Tasting Profile: Bonarda is a widely-grown Argentinean red wine grape. Not as popular on the export market as Malbec, Bonarda is a deep purple wine with black fruit, purple flowers, plum, and (sometimes) a hint of vanilla.
If you’ve never heard of Bonarda, you’re not alone.
You’ll probably have to go to a large wine outlet or specialty wine store to find a bottle. The good news is that it’s always an affordable wine thanks to high yields and favorable exchange rates.
Helpful Tip: Bonarda’s planted throughout California where it goes by the charming name Charbono. Check out this Bonarda wine guide.
Bonarda’s similar to Merlot with its fruit-forward profile and smooth texture.
Bonarda’s one of those broadening wine experiences. Go find a bottle. I know you’ll like this wine.
Merlot Wine Alternative #11: Dornfelder
Tasting Profile: Dornfelder is a lesser-known German grape variety but absolutely deserves a place on your table if you’re looking for Merlot wine alternatives.
Dornfelder has a deep garnet color and seduces the senses with its enticing aromas of blackberries, cherries, and a hint of spice.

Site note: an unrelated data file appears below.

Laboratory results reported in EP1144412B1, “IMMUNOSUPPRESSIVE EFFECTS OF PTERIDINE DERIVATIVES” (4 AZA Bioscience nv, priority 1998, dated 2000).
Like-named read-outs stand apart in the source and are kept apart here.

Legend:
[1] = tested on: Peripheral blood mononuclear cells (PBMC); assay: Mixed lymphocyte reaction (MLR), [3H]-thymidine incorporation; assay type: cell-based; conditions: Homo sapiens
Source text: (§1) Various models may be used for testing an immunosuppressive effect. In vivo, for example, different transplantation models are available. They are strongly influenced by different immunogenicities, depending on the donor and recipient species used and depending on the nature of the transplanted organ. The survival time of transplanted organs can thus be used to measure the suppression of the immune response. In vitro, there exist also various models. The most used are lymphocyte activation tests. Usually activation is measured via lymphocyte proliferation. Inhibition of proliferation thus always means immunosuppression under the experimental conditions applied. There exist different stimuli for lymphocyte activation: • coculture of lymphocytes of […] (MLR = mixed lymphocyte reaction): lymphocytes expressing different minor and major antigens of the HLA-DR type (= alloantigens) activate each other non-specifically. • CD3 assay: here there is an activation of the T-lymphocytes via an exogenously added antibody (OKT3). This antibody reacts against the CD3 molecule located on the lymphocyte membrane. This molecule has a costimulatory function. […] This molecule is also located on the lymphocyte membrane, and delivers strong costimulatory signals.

Personal Tip: Dornfelder is a personal favorite of mine. I think it’s the perfect pizza party wine. Change my mind.
Dornfelder’s smooth texture makes it a great alternative to Merlot.
Merlot Alternative #12: Cinsault
Tasting Profile: Cinsault (pronounced san-sew), is better known as a blending grape throughout history, but today enjoys renewed popularity as a single-varietal wine.
Cinsault will be lighter than Merlot, with a translucent ruby hue. The wine has a lovely red fruit profile, with strawberry, watermelon, raspberry, and floral notes.
Cinsault comes in different styles, some with a lighter body, others with a medium body.
Look for medium-bodied Cinsault to match the style you love in Merlots.
Final Thoughts – Wine Like Merlot, But Not Merlot? Lots of Options!
If you’re looking for alternatives to Merlot, then you’ve got options.
Remember: Merlot is just the starting point to a world of captivating red wines waiting just for you.
Exploring wine horizons and trying less familiar wines is worth your time.
Red wines resembling Merlot will express ripe, luscious flavors of red and black fruit, a velvet texture, and soft tannin structure making delicious drinking partners for a range of occasions.
Whether you pick up a Dornfelder, Dolcetto, Gamay, or Garnacha if you stick to these tips for finding wines similar to Merlot and you’ll be in for a treat.
Thirsty for More?
Check out this post that covers the basics of What’s Merlot Wine?
Go visit this post on how much you should be paying for a bottle of decent Merlot.
Check out this list of foods that work well with Merlot and figure out how the different Merlot wine styles pair up.
One of the things you probably like the most about Merlot are the softer tannins. This makes Merlot more approachable than, for example, Cabernet Sauvignon. Here’s a 30-second tasting tip on how to taste red wine tannins.